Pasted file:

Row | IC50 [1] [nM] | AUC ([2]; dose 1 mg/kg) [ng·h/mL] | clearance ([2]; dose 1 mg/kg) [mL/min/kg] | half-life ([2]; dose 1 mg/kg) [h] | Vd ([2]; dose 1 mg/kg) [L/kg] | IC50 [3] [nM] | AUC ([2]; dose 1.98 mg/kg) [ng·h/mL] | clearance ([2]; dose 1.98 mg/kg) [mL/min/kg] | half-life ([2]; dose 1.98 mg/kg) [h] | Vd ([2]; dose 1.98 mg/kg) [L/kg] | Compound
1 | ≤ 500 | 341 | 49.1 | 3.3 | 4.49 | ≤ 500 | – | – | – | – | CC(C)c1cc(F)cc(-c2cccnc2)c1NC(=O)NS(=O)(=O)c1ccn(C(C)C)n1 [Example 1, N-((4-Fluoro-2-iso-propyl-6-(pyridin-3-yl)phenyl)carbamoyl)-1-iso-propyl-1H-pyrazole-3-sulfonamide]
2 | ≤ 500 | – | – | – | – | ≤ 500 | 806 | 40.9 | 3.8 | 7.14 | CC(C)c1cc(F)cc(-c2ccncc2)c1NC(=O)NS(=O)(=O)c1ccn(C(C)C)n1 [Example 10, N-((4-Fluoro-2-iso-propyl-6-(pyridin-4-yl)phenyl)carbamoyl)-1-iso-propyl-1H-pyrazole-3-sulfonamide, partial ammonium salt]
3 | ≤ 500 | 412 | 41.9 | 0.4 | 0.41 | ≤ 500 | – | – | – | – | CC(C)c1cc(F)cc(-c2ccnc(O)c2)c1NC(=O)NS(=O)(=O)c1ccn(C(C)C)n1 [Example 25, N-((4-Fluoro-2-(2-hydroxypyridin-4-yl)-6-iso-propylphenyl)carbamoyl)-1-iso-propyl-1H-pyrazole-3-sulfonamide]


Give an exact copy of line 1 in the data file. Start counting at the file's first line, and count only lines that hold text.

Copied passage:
Row | IC50 [1] [nM] | AUC ([2]; dose 1 mg/kg) [ng·h/mL] | clearance ([2]; dose 1 mg/kg) [mL/min/kg] | half-life ([2]; dose 1 mg/kg) [h] | Vd ([2]; dose 1 mg/kg) [L/kg] | IC50 [3] [nM] | AUC ([2]; dose 1.98 mg/kg) [ng·h/mL] | clearance ([2]; dose 1.98 mg/kg) [mL/min/kg] | half-life ([2]; dose 1.98 mg/kg) [h] | Vd ([2]; dose 1.98 mg/kg) [L/kg] | Compound